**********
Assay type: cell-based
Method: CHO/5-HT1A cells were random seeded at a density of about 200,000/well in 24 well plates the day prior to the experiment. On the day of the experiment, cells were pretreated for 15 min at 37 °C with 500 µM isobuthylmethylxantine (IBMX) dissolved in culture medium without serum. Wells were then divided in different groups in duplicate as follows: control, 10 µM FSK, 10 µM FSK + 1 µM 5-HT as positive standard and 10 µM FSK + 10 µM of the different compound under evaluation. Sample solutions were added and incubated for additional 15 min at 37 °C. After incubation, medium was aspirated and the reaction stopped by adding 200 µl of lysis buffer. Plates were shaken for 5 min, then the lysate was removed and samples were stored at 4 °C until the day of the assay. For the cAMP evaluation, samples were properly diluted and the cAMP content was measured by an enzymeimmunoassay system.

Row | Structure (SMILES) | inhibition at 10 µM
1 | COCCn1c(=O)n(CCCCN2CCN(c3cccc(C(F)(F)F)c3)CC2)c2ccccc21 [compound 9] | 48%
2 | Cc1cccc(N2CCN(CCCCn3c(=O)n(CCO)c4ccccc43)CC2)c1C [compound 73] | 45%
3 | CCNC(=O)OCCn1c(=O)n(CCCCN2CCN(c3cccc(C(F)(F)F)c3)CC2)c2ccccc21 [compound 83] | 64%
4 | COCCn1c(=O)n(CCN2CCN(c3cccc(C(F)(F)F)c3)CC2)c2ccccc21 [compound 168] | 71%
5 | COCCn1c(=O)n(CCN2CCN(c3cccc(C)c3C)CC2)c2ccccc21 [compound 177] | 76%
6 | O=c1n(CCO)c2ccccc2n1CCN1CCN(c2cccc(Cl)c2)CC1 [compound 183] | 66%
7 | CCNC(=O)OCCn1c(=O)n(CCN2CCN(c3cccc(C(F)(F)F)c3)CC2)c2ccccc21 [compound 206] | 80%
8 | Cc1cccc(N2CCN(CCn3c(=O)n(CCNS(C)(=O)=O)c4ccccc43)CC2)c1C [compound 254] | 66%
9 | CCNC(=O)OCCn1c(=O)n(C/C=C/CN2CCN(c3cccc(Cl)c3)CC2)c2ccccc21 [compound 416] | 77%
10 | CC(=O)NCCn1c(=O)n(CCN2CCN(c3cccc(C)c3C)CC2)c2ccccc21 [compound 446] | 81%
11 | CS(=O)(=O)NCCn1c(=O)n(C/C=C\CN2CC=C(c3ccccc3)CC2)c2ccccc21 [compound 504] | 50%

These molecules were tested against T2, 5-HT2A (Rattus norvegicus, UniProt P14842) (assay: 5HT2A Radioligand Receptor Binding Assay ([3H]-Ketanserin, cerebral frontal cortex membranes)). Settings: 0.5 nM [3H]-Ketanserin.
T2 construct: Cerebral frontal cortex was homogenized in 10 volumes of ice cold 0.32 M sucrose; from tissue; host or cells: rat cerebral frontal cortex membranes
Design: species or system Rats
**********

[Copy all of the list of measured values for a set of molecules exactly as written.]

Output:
Assay type: cell-based
Method: CHO/5-HT1A cells were random seeded at a density of about 200,000/well in 24 well plates the day prior to the experiment. On the day of the experiment, cells were pretreated for 15 min at 37 °C with 500 µM isobuthylmethylxantine (IBMX) dissolved in culture medium without serum. Wells were then divided in different groups in duplicate as follows: control, 10 µM FSK, 10 µM FSK + 1 µM 5-HT as positive standard and 10 µM FSK + 10 µM of the different compound under evaluation. Sample solutions were added and incubated for additional 15 min at 37 °C. After incubation, medium was aspirated and the reaction stopped by adding 200 µl of lysis buffer. Plates were shaken for 5 min, then the lysate was removed and samples were stored at 4 °C until the day of the assay. For the cAMP evaluation, samples were properly diluted and the cAMP content was measured by an enzymeimmunoassay system.

Row | Structure (SMILES) | inhibition at 10 µM
1 | COCCn1c(=O)n(CCCCN2CCN(c3cccc(C(F)(F)F)c3)CC2)c2ccccc21 [compound 9] | 48%
2 | Cc1cccc(N2CCN(CCCCn3c(=O)n(CCO)c4ccccc43)CC2)c1C [compound 73] | 45%
3 | CCNC(=O)OCCn1c(=O)n(CCCCN2CCN(c3cccc(C(F)(F)F)c3)CC2)c2ccccc21 [compound 83] | 64%
4 | COCCn1c(=O)n(CCN2CCN(c3cccc(C(F)(F)F)c3)CC2)c2ccccc21 [compound 168] | 71%
5 | COCCn1c(=O)n(CCN2CCN(c3cccc(C)c3C)CC2)c2ccccc21 [compound 177] | 76%
6 | O=c1n(CCO)c2ccccc2n1CCN1CCN(c2cccc(Cl)c2)CC1 [compound 183] | 66%
7 | CCNC(=O)OCCn1c(=O)n(CCN2CCN(c3cccc(C(F)(F)F)c3)CC2)c2ccccc21 [compound 206] | 80%
8 | Cc1cccc(N2CCN(CCn3c(=O)n(CCNS(C)(=O)=O)c4ccccc43)CC2)c1C [compound 254] | 66%
9 | CCNC(=O)OCCn1c(=O)n(C/C=C/CN2CCN(c3cccc(Cl)c3)CC2)c2ccccc21 [compound 416] | 77%
10 | CC(=O)NCCn1c(=O)n(CCN2CCN(c3cccc(C)c3C)CC2)c2ccccc21 [compound 446] | 81%
11 | CS(=O)(=O)NCCn1c(=O)n(C/C=C\CN2CC=C(c3ccccc3)CC2)c2ccccc21 [compound 504] | 50%

These molecules were tested against T2, 5-HT2A (Rattus norvegicus, UniProt P14842) (assay: 5HT2A Radioligand Receptor Binding Assay ([3H]-Ketanserin, cerebral frontal cortex membranes)). Settings: 0.5 nM [3H]-Ketanserin.
T2 construct: Cerebral frontal cortex was homogenized in 10 volumes of ice cold 0.32 M sucrose; from tissue; host or cells: rat cerebral frontal cortex membranes
Design: species or system Rats